So I've ended up with a cat. I don't like cats. I was praying for a new laptop or an e-reader, and I got a cat. Did I mention that I don't like cats? And yet this cat seems to insist that it's exactly where it's supposed to be - to whit, in my unwilling care. You will note that I say "it"; and on 'it', I shall insist.
Monday, December 15, 2014
Always such a pleasure to take an evening stroll in Renon, especially on mild evenings such as this. It is always an adventure of some sort - a quiet adventure of chance meetings, pleasant chats, curious children wearing wide-open smiles. A man named Wayan wants to know what I'm doing, where I'm going, where I live, where I'm from, where my wife is from, whether I have children and what ages they are. Strangely, my life seems suddenly significant. Anonymity is marvelously banished by simple words of uncalled for friendship. A band of children skip along behind me as I leave my new friend. It's only a trip down the street to the store. You could do it in America in 10 minutes without uttering one word or enjoying a single smile.
Friday, November 28, 2014
I sure miss my parents and my brother sometimes. For a moment, a split second, it feels as if they had died just yesterday, or indeed as if I could go home and they would be there, the windows lit from within, the porch light shining, the TV casting colors and shadows on the ceiling and walls, food waiting in the kitchen, the fireplace burning. I would shake the rain off my coat and enter the side door and there, in the next room, would be my father in his chair, my mother on the sofa, while my brother would be back down the hall in his room, listening to music. Weren't they all there just a moment ago? And yet they have been gone for 15, 20 and 30 years. How can it be? How can it be? This was my family, my parents and my brother, the last great people in the world.
Wednesday, November 26, 2014
Nowadays, communication is practically instantaneous - a miracle of modern technology. And yet it often seems that more vital, longer lasting relationships were forged and perpetuated in the day of the written letter, which would sometimes require months for delivery. People devoted themselves to these efforts because they were precious and meaningful. Despite our unparalleled opportunities, we live in an age of the trite remark, the smiley face, the abbreviation, the careless barb, the single word and the fragmented sentence. We are not connected after all, but increasingly disconnected.
Monday, November 24, 2014
Gotta love it. I left my newly bought pack of cigarettes on the table at the nearby Circle K, came home, eventually realized I had left the cigarettes, and so drove back to the Circle K. Probably about 45 minutes had passed in between times, partly because a car had parked pretty much in the middle of the street and two garbage trucks had tried to go around it at the same time. Anyway, arriving back at the Circle K, I find that the cigarettes are still there! Even though people have come and gone, and there are now new people sitting at the table, the pack is still there. Folks, this just doesn't happen in America. You can forget about those cigarettes. Don't even bother to go back and look. Guaranteed, they're gone. Even if a nonsmoker has come along, he'll take them anyway, just because they're there. And this is not an isolated incident. Same thing happened to me last week at a different CK. I find this sort of thing tirelessly amazing. I have seen people leave laptop computers on a table while they went to the restroom. I've seen people leave cellphones on a table or on a beach chair. I've seen women leave their purses on a chair, for heaven's sake! No one takes these things because they recognize a simple fact that we in America seem to have lost sight of. They belong to someone else.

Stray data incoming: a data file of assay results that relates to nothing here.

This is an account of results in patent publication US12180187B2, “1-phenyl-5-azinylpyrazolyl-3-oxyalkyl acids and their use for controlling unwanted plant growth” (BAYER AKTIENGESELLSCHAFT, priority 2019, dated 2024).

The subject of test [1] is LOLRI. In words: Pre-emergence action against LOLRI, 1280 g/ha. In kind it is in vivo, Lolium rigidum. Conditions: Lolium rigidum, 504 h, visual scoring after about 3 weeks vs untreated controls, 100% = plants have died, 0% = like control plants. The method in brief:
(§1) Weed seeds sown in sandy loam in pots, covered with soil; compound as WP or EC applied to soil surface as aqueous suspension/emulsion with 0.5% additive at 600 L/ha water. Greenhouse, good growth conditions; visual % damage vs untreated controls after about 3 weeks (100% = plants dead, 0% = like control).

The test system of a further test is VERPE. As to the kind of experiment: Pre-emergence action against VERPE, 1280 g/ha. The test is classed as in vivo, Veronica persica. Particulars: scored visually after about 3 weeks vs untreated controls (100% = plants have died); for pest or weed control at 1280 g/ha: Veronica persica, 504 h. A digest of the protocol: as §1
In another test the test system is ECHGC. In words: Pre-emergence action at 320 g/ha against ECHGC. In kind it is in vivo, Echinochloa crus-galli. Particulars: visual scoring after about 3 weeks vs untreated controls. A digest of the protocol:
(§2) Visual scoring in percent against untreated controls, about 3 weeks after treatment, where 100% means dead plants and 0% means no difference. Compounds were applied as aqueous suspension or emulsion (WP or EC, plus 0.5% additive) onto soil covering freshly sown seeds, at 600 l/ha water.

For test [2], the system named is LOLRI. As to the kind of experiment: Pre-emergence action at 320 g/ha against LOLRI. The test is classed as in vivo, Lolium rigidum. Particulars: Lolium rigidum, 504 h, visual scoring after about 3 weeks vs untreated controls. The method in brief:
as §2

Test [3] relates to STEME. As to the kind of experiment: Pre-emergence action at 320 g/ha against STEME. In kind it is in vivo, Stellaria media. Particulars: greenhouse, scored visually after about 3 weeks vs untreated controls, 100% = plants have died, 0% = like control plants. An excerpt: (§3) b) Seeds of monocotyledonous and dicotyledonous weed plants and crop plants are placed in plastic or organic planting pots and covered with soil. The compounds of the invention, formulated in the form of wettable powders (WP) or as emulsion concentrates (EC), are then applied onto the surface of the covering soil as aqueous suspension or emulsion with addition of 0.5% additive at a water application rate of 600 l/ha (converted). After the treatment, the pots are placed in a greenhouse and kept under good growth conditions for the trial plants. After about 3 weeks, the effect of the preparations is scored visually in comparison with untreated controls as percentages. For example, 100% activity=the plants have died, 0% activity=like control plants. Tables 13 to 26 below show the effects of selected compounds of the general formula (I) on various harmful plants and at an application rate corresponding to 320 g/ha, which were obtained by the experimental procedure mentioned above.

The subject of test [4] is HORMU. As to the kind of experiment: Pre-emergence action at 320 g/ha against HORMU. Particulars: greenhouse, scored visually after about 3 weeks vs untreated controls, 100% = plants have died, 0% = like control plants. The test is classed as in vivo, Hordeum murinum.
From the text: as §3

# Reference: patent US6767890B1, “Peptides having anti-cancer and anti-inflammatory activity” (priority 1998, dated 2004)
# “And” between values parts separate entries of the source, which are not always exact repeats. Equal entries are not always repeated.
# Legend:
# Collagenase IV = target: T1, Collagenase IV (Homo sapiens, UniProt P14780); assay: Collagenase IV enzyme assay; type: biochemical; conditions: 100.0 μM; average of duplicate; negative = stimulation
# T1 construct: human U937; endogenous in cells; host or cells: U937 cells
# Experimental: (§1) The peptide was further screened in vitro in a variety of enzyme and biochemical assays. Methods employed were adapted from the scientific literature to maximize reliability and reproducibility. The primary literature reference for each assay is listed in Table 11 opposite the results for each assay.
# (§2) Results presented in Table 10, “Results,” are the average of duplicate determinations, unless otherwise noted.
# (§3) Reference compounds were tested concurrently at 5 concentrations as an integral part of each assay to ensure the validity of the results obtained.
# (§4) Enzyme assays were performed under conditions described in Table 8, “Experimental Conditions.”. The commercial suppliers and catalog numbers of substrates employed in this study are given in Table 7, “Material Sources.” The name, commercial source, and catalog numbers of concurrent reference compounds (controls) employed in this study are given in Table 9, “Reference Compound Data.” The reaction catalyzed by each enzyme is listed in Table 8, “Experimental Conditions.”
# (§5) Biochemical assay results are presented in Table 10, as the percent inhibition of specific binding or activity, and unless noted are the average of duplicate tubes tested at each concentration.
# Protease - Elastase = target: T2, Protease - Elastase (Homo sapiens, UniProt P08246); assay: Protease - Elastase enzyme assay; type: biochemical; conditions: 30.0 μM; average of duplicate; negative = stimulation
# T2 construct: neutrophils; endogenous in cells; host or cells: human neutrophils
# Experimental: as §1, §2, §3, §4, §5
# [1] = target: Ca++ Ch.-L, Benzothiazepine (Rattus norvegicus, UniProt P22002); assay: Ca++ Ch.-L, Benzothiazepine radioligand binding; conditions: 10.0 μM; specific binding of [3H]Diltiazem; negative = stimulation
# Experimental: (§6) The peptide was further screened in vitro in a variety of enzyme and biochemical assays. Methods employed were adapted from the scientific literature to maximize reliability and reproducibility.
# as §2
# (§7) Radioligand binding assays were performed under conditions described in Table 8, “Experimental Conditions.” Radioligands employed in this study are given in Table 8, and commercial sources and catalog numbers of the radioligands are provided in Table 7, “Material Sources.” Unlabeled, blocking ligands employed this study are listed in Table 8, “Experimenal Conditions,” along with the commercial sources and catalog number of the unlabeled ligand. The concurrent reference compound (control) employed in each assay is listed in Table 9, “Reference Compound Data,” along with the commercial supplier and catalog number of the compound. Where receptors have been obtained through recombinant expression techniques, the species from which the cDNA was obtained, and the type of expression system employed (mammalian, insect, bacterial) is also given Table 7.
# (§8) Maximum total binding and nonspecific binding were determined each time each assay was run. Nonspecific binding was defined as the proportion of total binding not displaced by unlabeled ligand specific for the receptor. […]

Really, we all have so much in common. We should concentrate on those things, rather than on our differences. For instance, we all suffer from itches that cannot be scratched. No matter how you contort your limbs, you cannot reach the spot that itches. We are all good drivers stuck in a world of bad drivers. We are all aware of the flaws of others but not of our own. When we try to throw something into the trash bin. we almost always miss. If we drop something on the floor, it almost always rolls under some immovable piece of furniture. If we put on our raincoat in anticipation of rain, it doesn't rain. And vice versa. In like manner, if we leave our laundry out overnight, it gets rained on; if we bring it in, it doesn't rain. We all think of what we should have said several days after we should have said it. Whenever we are trying to concentrate on something, there is bound to be a fly disturbing our train of thought. Truly, the list goes on and on. We are all the same.
Sunday, November 23, 2014
I've always made things very easy for takers. I'm not sure why. Maybe it's because I believe that they will eventually learn something and begin to give in return. Yet, I must admit that that's probably not likely. Having taken without shame, they will likely only take more. So why? I always remember the words of the Lord. "If someone strikes you on the right cheek, turn to him the other also. And if someone wants to take your tunic, let him have your cloak as well. If someone forces you to go one mile, go with him two miles." The road is both short and long. Some are focused on their own feet, some on the unseen, though truly authentic goal. This is the foolishness of God, wherein being emptied is the same as being filled.